Shakyamuni Buddha’s first teaching to his five students is called "Discourse on the Turning of the Wheel of the Law" or Dharma-chakra-pravartana-sutra. Arya satyas, typically translated to English as Four Noble Truths, carries connotations in English which may not adequately represent Shakyamuni’s entire message.

The four elements which condition the human experience are called duhkha, usually translated as "suffering" although "not knowing" or "ignorance" may be closer. What we are not knowing or ignorant of is our essential nature as realized beings. Through not knowing we suffer birth, we suffer old age, we suffer diseases, we suffer dying. We suffer from our associations, we suffer unpleasantness, we suffer desires.

Pleasure and pain are all transient experiences. The core of our actuality is change. Change is the normal condition of being. Our not knowing, ignorance or suffering has three general types, characteristics or marks, The Three Laksanas. The first laksana is Duhkha-duhkhata, the ordinary condition of mental and physical distresses occasioned by our not knowing or ignorance. Viparinjama-duhkhata, the second, comes from the experience of change, pleasure changes to something else which we judge unpleasant. Our not knowing or ignorance in this case comes from assuming that our good times are not qualities of our less than good times and vice- versa rather than our interpretations or imaginings about them. The third, samskara-duhkata, is the result of our conditioned states, the matrices of unexamined behavior and assumptions which make up our personal, interpersonal and group belief- systems. Typically, we are minimally aware, if at all, of what it is that drives us to action, karma.

The second arya satya deals with samudaya usually given as "cause" although perhaps better understood as "appearance" or "manifestation" or "form taken as we view it". The appearance or manifestation of not knowing or ignorance of our unchanging nature as realized beings is the sets of craving which drive us to repeat our personal cycles: the craving, trashna, linked to rebirth, linked to pleasure and carnal desires, linked to the supposed delights of human pleasure, sensual experience, kamatrashna, linked to appearance and manifestation, bhavatrashna, linked to not being in appearance or manifestation, vibhavatrahna. Lastly, the fourth arya satya gives us eight ways or paths, ashtangika marga, on which to shuck our not knowing and ignorance. We talk about the eightfold ways or paths leading to abandonment of not knowing or ignorance. The pathways named provide tests through which thoughts and actions may be examined. Choices made in their light inform and give substance to our living as embodiments of wisdom and compassion.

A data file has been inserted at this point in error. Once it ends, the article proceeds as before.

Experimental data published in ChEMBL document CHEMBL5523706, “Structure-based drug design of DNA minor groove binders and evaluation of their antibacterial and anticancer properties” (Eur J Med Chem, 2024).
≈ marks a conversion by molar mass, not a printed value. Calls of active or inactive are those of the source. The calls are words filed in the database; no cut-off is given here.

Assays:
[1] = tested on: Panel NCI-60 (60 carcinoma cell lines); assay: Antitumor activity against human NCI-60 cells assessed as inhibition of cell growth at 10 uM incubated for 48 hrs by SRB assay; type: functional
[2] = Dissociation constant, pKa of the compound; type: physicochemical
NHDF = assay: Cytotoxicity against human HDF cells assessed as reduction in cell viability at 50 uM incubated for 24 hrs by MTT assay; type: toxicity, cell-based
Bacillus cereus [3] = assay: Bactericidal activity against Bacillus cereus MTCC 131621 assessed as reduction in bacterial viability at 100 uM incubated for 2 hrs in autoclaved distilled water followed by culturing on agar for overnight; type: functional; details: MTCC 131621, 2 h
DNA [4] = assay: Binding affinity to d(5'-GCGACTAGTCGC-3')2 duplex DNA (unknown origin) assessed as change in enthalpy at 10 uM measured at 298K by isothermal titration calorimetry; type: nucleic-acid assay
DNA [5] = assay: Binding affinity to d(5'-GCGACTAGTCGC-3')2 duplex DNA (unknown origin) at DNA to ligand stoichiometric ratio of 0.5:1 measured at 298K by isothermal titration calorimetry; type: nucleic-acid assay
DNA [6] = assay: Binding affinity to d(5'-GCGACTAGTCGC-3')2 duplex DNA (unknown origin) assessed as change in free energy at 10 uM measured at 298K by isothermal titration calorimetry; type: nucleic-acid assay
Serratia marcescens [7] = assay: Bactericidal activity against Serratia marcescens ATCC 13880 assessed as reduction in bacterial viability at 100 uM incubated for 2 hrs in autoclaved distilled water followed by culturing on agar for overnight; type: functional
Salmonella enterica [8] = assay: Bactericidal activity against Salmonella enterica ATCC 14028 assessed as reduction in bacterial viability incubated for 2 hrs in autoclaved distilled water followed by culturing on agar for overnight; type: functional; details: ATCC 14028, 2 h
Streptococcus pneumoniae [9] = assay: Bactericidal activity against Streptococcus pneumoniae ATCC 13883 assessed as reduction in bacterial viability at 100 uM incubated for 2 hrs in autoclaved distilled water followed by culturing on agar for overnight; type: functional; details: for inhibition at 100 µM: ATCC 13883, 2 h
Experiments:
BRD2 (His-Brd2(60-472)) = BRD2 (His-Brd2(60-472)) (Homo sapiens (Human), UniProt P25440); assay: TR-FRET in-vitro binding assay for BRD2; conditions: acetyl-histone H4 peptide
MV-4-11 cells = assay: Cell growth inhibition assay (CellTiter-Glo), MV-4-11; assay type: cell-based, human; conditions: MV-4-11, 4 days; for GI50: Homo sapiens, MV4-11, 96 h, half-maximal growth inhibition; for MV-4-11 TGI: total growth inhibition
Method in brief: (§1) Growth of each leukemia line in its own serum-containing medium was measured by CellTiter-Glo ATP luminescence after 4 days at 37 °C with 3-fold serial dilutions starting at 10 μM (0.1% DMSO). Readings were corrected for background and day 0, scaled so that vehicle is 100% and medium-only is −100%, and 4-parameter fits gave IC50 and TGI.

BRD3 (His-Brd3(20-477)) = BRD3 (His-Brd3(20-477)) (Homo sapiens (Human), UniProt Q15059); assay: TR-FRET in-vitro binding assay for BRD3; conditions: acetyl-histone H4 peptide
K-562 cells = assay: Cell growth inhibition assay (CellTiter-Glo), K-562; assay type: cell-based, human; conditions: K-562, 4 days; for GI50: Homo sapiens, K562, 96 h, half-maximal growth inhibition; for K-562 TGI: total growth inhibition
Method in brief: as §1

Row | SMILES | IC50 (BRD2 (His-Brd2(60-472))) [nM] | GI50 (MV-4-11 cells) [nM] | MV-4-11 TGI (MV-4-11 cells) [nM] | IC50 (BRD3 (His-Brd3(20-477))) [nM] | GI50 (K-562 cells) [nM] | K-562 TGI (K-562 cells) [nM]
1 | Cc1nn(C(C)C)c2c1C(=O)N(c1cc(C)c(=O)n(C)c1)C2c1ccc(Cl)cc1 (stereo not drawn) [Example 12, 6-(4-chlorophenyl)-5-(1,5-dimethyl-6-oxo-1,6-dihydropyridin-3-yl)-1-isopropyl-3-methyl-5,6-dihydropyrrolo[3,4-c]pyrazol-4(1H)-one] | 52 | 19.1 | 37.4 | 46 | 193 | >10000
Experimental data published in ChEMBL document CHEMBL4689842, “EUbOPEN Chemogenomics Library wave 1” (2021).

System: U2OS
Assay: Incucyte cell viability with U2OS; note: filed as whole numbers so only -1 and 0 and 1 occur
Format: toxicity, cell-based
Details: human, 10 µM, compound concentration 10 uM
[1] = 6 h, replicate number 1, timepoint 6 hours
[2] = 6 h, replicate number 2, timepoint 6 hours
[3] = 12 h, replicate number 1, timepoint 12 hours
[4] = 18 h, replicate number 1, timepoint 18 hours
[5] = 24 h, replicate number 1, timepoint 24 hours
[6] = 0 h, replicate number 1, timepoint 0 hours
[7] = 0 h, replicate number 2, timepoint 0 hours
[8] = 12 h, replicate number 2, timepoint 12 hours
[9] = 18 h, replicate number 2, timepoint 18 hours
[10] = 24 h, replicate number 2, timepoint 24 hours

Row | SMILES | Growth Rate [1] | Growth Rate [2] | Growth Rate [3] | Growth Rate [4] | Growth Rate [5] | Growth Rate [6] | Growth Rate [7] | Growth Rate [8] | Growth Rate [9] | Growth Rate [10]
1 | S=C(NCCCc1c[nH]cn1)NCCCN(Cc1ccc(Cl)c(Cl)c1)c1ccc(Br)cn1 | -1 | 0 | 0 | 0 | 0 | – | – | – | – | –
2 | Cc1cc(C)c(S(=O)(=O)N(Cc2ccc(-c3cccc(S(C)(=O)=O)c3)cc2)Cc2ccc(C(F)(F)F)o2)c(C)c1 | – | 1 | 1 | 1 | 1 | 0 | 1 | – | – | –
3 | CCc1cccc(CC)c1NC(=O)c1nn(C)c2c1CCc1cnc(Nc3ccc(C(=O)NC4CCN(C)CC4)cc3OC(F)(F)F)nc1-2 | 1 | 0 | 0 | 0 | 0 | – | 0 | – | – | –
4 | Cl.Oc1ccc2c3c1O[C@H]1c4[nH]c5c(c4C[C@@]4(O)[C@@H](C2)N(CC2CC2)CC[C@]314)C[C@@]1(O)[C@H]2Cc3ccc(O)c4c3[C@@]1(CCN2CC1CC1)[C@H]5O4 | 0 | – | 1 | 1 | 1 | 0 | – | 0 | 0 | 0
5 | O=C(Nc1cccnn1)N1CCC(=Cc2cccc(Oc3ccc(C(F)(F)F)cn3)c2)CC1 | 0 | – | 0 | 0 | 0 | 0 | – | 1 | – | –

1) Right Understanding, samyak drshti, by correctly or adequately understanding or integrating the teaching, making the teaching one with us, we become the teaching, the teaching becomes us.
2) Right Thought, samyak samkalpa, by cleansing our minds of not knowing and ignorance appearing as desire, lust, duhkha, etc., our mind or mental processing becomes uncluttered and focused on our unfolding actuality.
3) Right Speech, samyak vaca, by forgoing judgments, imaginings, ungrounded assumptions and such, we are cleansed of falsehoods, gossip, calumny, accusations and such against others.
4) Right Action, samyak karmanta, by taking actions fully in accord with universal principles of ethical and moral behavior such as the Ten Commandments of Judaism and Christianity, totally foreswearing killing, stealing, licentious behavior and such, we embrace ahimsa, harmlessness. Ahimsa is Mahatma Gandhi’s core teaching, too.
5) Right Livelihood, samyak ajiva, by choosing in today’s terms to affirm valuing, moral and ethical behavior in the practices we adopt for earning a living, we act to enhance whatever it may be which sustains us, our communities and our planet.
6) Right Effort, samyak vyayama, by examining how we think, how we act, how we are, etc. so that we dwell in positive, valuing thought forms leads away from not knowing and ignorance, we become congruent in thought and action. We walk our talk.
7) Right Mindfulness, samyak smrti, by staying within the framework established by the eightfold pathway, we stay aware, conscious of all that we are and all in which we live, all with whom we live. We maintain ourselves clearly on all planes of existence.
8) Right Concentration, samyak samahdi, by establishing and maintaining our focus of appearance, manifestation and being through appropriate concentration, usually named as meditation, dhyana, we are grounded in our unfolding actuality.

(Please, read the end of Milo's essay tomorrow)

Published May 29, 1996